Prices, Power Make a Difference

 
 
By Don Reisinger  |  Posted 2011-04-05 Email Print this article Print
 
 
 
 
 
 
 


 

5. Notebook prices are coming down

No matter the budget, consumers and enterprise customers can go out right now and find a suitable notebook for a fine price. Dozens of notebooks are available on the Web for as little as $500 for a solid option and even less for more outdated products. That's an outstanding value, considering the cheapest iPad 2 starts at $499. When it comes to customers evaluating how far their dollars can go with either a tablet or notebook, it might be hard for them to choose the former. At this point, notebooks are the value kings.

6. The market for productivity

In the enterprise, much of the focus for IT staffs is productivity. They constantly evaluate how much they can get out of employees with the technology they have in place. One of the biggest issues with devices like the iPad 2 is that they can be productivity drains. People are using them to watch Netflix content, listen to music and play games through the App Store. Moreover, usage on a tablet is a bit more difficult to track. Yes, all those nonproductive exploits can be engaged in on a notebook, but companies can do a better job of modifying actions on a notebook than they can a tablet. And they're fully aware of that fact.

7. Apple isn't universally beloved

As nice as the iPad 2 might be, to say that a single device will ever be able to kill off an entire category of products is ludicrous. Apple is not universally beloved by the market. In fact, there are many folks out there who are decidedly anti-Apple. So, although the iPad 2 is hurting notebook sales on its own, the chances of it actually killing off notebooks are nil.

8. Tablets themselves aren't universally beloved either

The same can be said for the tablet market as a whole. When sales figures emerge and iPad 2 units aren't on store shelves, it's easy for some folks to think that tablets are catching on with everyone. But they're not. In fact, there are millions around the globe who have tried tablets out and determined they weren't for them. And for the most part, those people who don't want tablets are turning to notebooks to satisfy their mobile needs.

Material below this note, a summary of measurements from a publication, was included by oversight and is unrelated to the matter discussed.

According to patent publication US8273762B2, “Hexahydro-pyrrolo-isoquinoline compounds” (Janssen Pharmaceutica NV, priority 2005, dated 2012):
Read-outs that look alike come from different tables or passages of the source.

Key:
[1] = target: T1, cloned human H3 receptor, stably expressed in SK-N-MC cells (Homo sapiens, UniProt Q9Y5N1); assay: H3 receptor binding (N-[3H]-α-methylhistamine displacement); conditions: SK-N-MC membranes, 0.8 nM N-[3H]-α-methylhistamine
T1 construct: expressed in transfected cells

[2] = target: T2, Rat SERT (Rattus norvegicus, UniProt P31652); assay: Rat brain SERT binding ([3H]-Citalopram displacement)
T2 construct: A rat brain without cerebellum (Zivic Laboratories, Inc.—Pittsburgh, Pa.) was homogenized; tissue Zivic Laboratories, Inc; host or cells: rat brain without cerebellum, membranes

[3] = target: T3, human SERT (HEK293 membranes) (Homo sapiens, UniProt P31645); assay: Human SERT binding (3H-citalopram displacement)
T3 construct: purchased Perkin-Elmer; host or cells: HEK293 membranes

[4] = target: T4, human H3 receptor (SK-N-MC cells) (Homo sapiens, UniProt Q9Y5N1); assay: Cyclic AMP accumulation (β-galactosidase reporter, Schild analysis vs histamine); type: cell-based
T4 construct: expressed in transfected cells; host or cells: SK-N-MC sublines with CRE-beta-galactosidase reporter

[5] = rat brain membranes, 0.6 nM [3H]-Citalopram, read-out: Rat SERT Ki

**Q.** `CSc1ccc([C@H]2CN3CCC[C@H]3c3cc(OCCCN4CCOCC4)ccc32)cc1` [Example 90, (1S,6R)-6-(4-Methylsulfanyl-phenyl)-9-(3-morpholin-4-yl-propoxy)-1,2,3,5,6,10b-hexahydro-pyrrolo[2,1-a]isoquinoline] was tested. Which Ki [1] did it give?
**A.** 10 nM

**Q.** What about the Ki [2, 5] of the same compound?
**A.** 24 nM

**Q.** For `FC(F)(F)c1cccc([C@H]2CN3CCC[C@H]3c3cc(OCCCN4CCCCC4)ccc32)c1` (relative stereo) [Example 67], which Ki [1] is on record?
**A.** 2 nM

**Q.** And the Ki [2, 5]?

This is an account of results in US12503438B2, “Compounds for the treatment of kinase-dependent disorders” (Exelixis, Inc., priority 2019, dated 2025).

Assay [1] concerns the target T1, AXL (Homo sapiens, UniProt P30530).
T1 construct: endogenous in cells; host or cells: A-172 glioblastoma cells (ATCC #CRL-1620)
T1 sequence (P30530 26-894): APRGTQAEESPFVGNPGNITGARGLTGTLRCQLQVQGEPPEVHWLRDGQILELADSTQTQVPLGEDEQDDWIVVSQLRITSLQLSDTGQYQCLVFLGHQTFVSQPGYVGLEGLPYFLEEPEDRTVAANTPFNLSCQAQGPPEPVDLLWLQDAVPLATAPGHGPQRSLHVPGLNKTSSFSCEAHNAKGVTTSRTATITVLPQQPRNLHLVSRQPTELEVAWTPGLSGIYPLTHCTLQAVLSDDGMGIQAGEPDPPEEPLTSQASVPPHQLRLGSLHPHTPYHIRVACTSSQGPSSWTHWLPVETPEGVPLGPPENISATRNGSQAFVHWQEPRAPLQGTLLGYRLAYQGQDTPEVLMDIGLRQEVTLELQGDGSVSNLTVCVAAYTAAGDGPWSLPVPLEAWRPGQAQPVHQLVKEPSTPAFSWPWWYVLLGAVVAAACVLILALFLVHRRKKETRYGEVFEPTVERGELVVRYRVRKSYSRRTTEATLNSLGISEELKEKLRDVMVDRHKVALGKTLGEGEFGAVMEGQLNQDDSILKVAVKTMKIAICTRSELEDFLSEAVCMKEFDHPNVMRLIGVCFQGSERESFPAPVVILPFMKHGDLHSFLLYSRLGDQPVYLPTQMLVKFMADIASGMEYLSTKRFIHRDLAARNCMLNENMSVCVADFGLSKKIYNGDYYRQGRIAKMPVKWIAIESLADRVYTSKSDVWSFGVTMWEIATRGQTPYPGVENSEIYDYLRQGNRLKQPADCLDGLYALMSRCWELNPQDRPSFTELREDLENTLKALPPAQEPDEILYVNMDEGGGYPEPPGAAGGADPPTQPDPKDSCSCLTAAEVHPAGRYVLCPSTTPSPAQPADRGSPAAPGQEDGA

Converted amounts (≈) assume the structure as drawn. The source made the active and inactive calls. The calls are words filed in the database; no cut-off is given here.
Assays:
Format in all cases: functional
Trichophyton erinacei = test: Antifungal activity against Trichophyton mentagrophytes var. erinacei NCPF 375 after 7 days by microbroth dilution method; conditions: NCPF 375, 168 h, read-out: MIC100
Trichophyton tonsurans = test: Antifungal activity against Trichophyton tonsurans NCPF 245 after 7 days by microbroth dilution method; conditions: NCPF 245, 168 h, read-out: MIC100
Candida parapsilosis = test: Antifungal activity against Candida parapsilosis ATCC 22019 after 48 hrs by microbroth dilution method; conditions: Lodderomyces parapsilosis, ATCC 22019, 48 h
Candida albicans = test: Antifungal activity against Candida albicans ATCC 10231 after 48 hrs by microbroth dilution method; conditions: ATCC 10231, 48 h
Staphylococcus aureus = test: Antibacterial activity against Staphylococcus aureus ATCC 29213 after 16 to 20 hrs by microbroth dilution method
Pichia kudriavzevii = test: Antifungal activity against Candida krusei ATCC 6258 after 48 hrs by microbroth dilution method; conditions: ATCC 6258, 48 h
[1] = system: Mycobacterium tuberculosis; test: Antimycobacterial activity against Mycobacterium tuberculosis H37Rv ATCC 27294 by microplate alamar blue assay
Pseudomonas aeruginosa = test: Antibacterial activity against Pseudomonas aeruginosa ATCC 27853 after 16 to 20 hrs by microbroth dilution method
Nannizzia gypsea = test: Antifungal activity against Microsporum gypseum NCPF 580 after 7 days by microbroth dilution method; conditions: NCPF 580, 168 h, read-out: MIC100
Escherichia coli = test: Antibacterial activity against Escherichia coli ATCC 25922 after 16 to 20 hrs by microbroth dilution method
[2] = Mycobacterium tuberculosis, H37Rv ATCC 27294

9. The market is too big

According to market research firm IDC, more than 93 million PCs shipped around the world during the fourth quarter of 2010, alone. That figure, which included desktops, mobile PCs and mininotebooks (but not tablets), easily bested the 15 million iPad units Apple sold last year. It also easily bests Gartner's estimate from last year, saying that nearly 55 million tablets will ship in 2011. Although notebooks didn't account for all 93 million PCs shipped in the fourth quarter, it made up a sizable chunk of it. And that was just one quarter. To kill off notebooks would be a feat unlike anything ever witnessed in the mobile-productivity space.

10. Power, power, power

As mentioned, the operating systems available on tablets are not as powerful as they could be. But it's not just that. Tablets themselves lack the power that notebooks offer. Devices like Apple's MacBook Pro are suitable for resource-intensive tasks, like editing video and even high-end gaming. The iPad 2 can perform those activities on a much simpler level. Serious users who need a high-end processor, ample RAM and a big hard drive won't find those in a tablet. And until that changes, notebooks will be here to stay.

 




 
 
 
 
Don Reisinger is a freelance technology columnist. He started writing about technology for Ziff-Davis' Gearlog.com. Since then, he has written extremely popular columns for CNET.com, Computerworld, InformationWeek, and others. He has appeared numerous times on national television to share his expertise with viewers. You can follow his every move at http://twitter.com/donreisinger.
 
 
 
 
 
 
 

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